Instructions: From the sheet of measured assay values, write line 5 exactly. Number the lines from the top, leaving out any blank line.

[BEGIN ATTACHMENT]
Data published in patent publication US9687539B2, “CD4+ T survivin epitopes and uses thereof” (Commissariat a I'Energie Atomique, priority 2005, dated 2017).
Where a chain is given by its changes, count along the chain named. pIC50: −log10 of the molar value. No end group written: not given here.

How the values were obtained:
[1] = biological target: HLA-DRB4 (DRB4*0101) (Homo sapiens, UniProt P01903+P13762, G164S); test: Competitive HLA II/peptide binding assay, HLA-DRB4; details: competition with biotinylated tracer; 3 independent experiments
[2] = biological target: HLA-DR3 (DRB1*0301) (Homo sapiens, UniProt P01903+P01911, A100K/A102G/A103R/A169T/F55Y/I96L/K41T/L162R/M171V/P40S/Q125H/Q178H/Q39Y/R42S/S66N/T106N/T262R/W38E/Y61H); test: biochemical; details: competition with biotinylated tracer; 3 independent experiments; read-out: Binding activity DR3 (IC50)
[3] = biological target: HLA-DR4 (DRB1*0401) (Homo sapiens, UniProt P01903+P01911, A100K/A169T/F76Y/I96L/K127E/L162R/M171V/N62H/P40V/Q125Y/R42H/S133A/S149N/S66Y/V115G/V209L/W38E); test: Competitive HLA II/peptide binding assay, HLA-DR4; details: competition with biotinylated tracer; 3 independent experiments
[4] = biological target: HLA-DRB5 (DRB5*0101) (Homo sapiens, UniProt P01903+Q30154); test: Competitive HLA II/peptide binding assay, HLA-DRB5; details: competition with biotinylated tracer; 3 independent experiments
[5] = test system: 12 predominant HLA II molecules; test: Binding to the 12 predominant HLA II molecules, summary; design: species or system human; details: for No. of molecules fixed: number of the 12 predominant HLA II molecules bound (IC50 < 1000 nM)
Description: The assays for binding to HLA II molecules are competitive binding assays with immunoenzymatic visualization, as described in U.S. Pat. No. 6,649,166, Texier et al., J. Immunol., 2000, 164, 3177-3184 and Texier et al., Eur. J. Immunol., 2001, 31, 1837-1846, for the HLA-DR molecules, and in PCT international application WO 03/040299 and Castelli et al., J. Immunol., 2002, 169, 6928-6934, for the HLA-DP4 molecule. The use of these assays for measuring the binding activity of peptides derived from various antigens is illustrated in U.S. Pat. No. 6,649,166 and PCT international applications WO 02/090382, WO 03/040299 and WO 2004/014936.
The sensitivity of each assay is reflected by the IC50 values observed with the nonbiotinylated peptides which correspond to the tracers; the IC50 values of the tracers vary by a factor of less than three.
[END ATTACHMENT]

[2] = biological target: HLA-DR3 (DRB1*0301) (Homo sapiens, UniProt P01903+P01911, A100K/A102G/A103R/A169T/F55Y/I96L/K41T/L162R/M171V/P40S/Q125H/Q178H/Q39Y/R42S/S66N/T106N/T262R/W38E/Y61H); test: biochemical; details: competition with biotinylated tracer; 3 independent experiments; read-out: Binding activity DR3 (IC50)